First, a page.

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How to Quit Your Job and Teach Abroad…Without Regrets

ITA - Photo LogoTeaching English abroad is a great opportunity in many ways.  If you’re an aspiring teacher it is invaluable experience that will shine brightly on your resume for future job prospects.  It’s also a great way to travel while working.  A win-win situation.  You’re getting paid to work in a country that you’ve always wanted to visit.  Teaching contracts are generally one year (sometimes two) and that allows you plenty of time to see all that you want to see where you otherwise wouldn’t be able to if you were just going on vacation.

For those who are coming out of college to embark on a journey of this kind – it’s a nice transition from college and there isn’t a whole lot you have to lose.  You’re still free of stresses that will hunt you down later in life.  Carefree enough where jumping on a plane headed for another country is not all that scary.  At least not as scary as it would be for someone with a mortgage, car payment, and who knows what other debts to pay.

Surrounded by the best of the best

However, if you’re reading this and you’ve been out of college for a while (long enough to pile on gobs of bills and debt) then leaving for a year to live in another country is more foreign of an idea than the country itself.  You have a career whether it’s enjoyable or not, and leaving it is huge decision.  I know.  I was there.

I was neck deep in a 15 year “career” I dare say in the IT industry.  I was a technical writer (aka business analyst) and project manager in software development.  It is a fantastic career.  For me it was until 2008 when the economy decided to take a vacation of it’s own.  The country was turned on it’s head and countless people lost their shirts.  I was nearly one of them.  I was stuck in a rut trying to grab any contract I could get my hands on to continue my career.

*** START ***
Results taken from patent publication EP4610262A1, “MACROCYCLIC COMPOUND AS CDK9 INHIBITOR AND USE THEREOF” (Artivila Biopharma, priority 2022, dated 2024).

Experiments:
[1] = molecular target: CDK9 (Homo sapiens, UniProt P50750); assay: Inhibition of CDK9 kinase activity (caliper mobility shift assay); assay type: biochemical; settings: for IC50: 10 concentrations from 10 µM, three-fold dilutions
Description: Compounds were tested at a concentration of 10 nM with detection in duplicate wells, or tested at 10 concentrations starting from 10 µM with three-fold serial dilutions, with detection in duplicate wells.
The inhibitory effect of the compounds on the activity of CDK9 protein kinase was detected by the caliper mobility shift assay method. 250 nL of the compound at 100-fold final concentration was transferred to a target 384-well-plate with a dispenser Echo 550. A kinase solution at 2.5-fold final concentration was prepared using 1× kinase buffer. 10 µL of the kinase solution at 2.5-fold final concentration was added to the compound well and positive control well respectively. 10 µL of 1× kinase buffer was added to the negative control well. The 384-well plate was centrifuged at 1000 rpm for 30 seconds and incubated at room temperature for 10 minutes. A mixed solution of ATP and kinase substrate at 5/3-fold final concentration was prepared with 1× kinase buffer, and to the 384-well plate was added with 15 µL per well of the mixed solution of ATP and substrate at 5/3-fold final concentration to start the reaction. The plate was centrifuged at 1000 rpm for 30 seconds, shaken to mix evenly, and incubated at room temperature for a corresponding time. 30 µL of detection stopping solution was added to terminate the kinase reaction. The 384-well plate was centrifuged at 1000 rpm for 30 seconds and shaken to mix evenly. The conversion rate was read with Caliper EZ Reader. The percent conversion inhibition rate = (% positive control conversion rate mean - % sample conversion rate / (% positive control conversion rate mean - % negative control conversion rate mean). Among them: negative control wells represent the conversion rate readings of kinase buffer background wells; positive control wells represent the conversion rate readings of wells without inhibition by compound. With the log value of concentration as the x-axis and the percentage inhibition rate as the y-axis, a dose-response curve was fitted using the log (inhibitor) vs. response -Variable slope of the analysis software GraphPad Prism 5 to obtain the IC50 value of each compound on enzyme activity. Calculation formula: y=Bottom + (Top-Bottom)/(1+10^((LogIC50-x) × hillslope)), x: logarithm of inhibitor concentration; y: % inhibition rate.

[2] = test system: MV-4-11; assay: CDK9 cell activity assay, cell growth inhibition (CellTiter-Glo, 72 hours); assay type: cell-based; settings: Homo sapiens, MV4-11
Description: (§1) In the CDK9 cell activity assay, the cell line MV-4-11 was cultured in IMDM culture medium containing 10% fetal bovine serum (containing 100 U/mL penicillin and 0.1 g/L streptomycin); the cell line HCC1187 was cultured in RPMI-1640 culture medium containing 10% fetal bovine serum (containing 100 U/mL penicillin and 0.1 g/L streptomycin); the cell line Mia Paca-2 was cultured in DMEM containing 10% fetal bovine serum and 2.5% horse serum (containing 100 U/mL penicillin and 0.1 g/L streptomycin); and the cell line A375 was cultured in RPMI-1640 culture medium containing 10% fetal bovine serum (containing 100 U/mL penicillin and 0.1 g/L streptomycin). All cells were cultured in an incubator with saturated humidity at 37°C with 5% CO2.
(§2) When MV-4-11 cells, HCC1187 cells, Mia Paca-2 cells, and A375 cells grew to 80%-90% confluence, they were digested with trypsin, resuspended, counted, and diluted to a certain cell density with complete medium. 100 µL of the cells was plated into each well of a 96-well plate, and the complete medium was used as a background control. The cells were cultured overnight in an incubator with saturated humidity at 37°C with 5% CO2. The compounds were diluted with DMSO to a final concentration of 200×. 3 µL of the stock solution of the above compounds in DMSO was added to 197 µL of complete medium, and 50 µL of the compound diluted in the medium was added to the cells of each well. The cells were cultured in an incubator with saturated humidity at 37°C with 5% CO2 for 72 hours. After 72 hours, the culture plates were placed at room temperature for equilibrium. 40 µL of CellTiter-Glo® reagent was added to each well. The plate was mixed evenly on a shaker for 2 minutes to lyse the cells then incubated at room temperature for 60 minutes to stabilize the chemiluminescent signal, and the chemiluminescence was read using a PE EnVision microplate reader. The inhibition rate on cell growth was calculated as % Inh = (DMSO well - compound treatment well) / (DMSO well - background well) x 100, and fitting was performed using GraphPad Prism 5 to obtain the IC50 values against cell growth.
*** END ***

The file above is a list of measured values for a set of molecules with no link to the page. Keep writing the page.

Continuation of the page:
But therein lies the rub.

The noob!

For many, MANY years I often found myself disenchanted with the career I was in.  I woke up many mornings not wanting to go to work.  I found no gratification in the work itself.  It was just a good career.  So when things went haywire in the economy, it was actually a hidden blessing for me.  It helped to shake my focus away from thinking IT was the only path.  It made me start reflecting on the hundreds, if not thousands of times before I had fantasized about how great it would be to do something else.  Something that would bring fulfillment and would deliver daily change and countless activities that would keep me from a life of monotony.  Well, I’m there now.  I took that leap, I made that change, and now it’s all so clear to me.  I look back to my first blog post when I arrived in Korea for orientation…

 

Would I have thought just a few years ago that I would be sitting in South Korea writing a blog about travel in Asia and teaching English?  Not a chance.  Well, maybe I thought about it, but to actually take my life out of comfort and plop down in a foreign country like South Korea is a whole other story.  Yet here I am…

But that’s me.  Enough about me – let’s talk about you!

Have you been in my shoes with your career?  Are you there now?  Have you ever considered taking a year off to explore the world?  Do life in another country.  Just to get away for a while even.  Maybe you really enjoy your career but still would like to go somewhere.  You may have commitments that you can’t just drop, but maybe they can be managed for a year or two while you’re away.

So how do you quit your job to do something like teaching abroad…without regrets?

I think it all starts with asking yourself real questions.  Like, what is life about?  Why am I so intent on keeping on this path?  Does this job bring me down more than I can bring myself back up?  There are many questions, but you have to ask them to yourself whatever they are.  Those you wrestle with from time to time.

300_150_1Traveling abroad and teaching English for a year or so is a very short term endeavor if you look at it in the broad scheme of things.  It can only help you grow as a person and open your mind to new ideas.  I can’t tell you what those ideas will be for YOU, and you won’t know what they are either until you’re there.

You have to decide.  Beware of “analysis paralysis” as I was once told.  If it’s itching, maybe it’s time to scratch it.  Just go for it.  Unloading a bunch of unnecessary stuff and throwing the rest in storage only seems daunting when you haven’t committed in your mind.